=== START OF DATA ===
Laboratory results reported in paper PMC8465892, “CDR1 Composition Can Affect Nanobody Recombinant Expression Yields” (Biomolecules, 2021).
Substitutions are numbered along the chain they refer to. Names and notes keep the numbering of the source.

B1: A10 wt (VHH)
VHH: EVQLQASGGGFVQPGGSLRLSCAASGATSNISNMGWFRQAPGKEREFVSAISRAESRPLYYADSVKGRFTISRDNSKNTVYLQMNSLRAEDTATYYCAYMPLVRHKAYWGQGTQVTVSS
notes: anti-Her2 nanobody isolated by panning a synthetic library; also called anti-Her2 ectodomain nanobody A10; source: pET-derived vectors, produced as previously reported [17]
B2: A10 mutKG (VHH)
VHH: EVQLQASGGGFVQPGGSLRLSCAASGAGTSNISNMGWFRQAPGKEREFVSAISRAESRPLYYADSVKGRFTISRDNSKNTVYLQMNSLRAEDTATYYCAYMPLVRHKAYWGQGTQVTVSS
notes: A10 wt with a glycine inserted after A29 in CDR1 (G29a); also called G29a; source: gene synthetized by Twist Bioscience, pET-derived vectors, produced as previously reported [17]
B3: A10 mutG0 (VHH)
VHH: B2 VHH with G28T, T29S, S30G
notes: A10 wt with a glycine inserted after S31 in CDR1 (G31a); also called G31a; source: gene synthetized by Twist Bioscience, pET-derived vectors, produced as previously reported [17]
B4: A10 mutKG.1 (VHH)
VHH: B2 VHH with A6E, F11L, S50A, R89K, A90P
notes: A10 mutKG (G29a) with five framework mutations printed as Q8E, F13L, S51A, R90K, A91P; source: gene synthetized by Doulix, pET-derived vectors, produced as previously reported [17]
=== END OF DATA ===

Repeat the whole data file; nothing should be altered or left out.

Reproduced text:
Laboratory results reported in paper PMC8465892, “CDR1 Composition Can Affect Nanobody Recombinant Expression Yields” (Biomolecules, 2021).
Substitutions are numbered along the chain they refer to. Names and notes keep the numbering of the source.

B1: A10 wt (VHH)
VHH: EVQLQASGGGFVQPGGSLRLSCAASGATSNISNMGWFRQAPGKEREFVSAISRAESRPLYYADSVKGRFTISRDNSKNTVYLQMNSLRAEDTATYYCAYMPLVRHKAYWGQGTQVTVSS
notes: anti-Her2 nanobody isolated by panning a synthetic library; also called anti-Her2 ectodomain nanobody A10; source: pET-derived vectors, produced as previously reported [17]
B2: A10 mutKG (VHH)
VHH: EVQLQASGGGFVQPGGSLRLSCAASGAGTSNISNMGWFRQAPGKEREFVSAISRAESRPLYYADSVKGRFTISRDNSKNTVYLQMNSLRAEDTATYYCAYMPLVRHKAYWGQGTQVTVSS
notes: A10 wt with a glycine inserted after A29 in CDR1 (G29a); also called G29a; source: gene synthetized by Twist Bioscience, pET-derived vectors, produced as previously reported [17]
B3: A10 mutG0 (VHH)
VHH: B2 VHH with G28T, T29S, S30G
notes: A10 wt with a glycine inserted after S31 in CDR1 (G31a); also called G31a; source: gene synthetized by Twist Bioscience, pET-derived vectors, produced as previously reported [17]
B4: A10 mutKG.1 (VHH)
VHH: B2 VHH with A6E, F11L, S50A, R89K, A90P
notes: A10 mutKG (G29a) with five framework mutations printed as Q8E, F13L, S51A, R90K, A91P; source: gene synthetized by Doulix, pET-derived vectors, produced as previously reported [17]